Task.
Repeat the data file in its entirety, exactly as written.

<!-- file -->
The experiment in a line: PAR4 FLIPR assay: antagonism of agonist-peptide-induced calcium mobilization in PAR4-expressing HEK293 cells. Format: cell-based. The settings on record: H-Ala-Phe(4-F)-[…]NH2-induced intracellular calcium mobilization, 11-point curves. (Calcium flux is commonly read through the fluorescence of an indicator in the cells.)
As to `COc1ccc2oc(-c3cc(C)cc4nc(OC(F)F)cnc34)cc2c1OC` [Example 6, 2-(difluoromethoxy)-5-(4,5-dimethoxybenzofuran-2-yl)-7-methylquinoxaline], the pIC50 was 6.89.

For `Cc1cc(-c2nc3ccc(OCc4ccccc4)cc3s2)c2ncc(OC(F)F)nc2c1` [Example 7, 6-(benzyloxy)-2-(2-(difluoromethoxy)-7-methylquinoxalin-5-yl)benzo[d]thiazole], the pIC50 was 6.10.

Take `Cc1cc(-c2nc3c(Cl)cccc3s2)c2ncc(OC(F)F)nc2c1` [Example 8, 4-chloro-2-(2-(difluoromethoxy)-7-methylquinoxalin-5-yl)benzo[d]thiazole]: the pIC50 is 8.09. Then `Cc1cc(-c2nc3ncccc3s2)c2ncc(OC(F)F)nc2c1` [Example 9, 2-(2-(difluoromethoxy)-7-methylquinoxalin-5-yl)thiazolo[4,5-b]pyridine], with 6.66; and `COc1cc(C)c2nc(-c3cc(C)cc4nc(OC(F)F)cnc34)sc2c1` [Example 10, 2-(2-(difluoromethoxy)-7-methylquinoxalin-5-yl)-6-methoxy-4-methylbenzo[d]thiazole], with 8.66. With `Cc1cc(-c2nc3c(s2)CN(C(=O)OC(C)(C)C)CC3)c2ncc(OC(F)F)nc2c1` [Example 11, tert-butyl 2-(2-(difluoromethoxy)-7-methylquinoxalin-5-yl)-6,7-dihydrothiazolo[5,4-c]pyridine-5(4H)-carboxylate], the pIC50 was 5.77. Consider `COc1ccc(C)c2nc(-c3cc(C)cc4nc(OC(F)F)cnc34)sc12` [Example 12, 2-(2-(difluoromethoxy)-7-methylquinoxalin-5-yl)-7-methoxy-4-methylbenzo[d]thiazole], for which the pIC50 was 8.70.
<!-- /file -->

The experiment in a line: PAR4 FLIPR assay: antagonism of agonist-peptide-induced calcium mobilization in PAR4-expressing HEK293 cells. Format: cell-based. The settings on record: H-Ala-Phe(4-F)-[…]NH2-induced intracellular calcium mobilization, 11-point curves. (Calcium flux is commonly read through the fluorescence of an indicator in the cells.)
As to `COc1ccc2oc(-c3cc(C)cc4nc(OC(F)F)cnc34)cc2c1OC` [Example 6, 2-(difluoromethoxy)-5-(4,5-dimethoxybenzofuran-2-yl)-7-methylquinoxaline], the pIC50 was 6.89.

For `Cc1cc(-c2nc3ccc(OCc4ccccc4)cc3s2)c2ncc(OC(F)F)nc2c1` [Example 7, 6-(benzyloxy)-2-(2-(difluoromethoxy)-7-methylquinoxalin-5-yl)benzo[d]thiazole], the pIC50 was 6.10.

Take `Cc1cc(-c2nc3c(Cl)cccc3s2)c2ncc(OC(F)F)nc2c1` [Example 8, 4-chloro-2-(2-(difluoromethoxy)-7-methylquinoxalin-5-yl)benzo[d]thiazole]: the pIC50 is 8.09. Then `Cc1cc(-c2nc3ncccc3s2)c2ncc(OC(F)F)nc2c1` [Example 9, 2-(2-(difluoromethoxy)-7-methylquinoxalin-5-yl)thiazolo[4,5-b]pyridine], with 6.66; and `COc1cc(C)c2nc(-c3cc(C)cc4nc(OC(F)F)cnc34)sc2c1` [Example 10, 2-(2-(difluoromethoxy)-7-methylquinoxalin-5-yl)-6-methoxy-4-methylbenzo[d]thiazole], with 8.66. With `Cc1cc(-c2nc3c(s2)CN(C(=O)OC(C)(C)C)CC3)c2ncc(OC(F)F)nc2c1` [Example 11, tert-butyl 2-(2-(difluoromethoxy)-7-methylquinoxalin-5-yl)-6,7-dihydrothiazolo[5,4-c]pyridine-5(4H)-carboxylate], the pIC50 was 5.77. Consider `COc1ccc(C)c2nc(-c3cc(C)cc4nc(OC(F)F)cnc34)sc12` [Example 12, 2-(2-(difluoromethoxy)-7-methylquinoxalin-5-yl)-7-methoxy-4-methylbenzo[d]thiazole], for which the pIC50 was 8.70.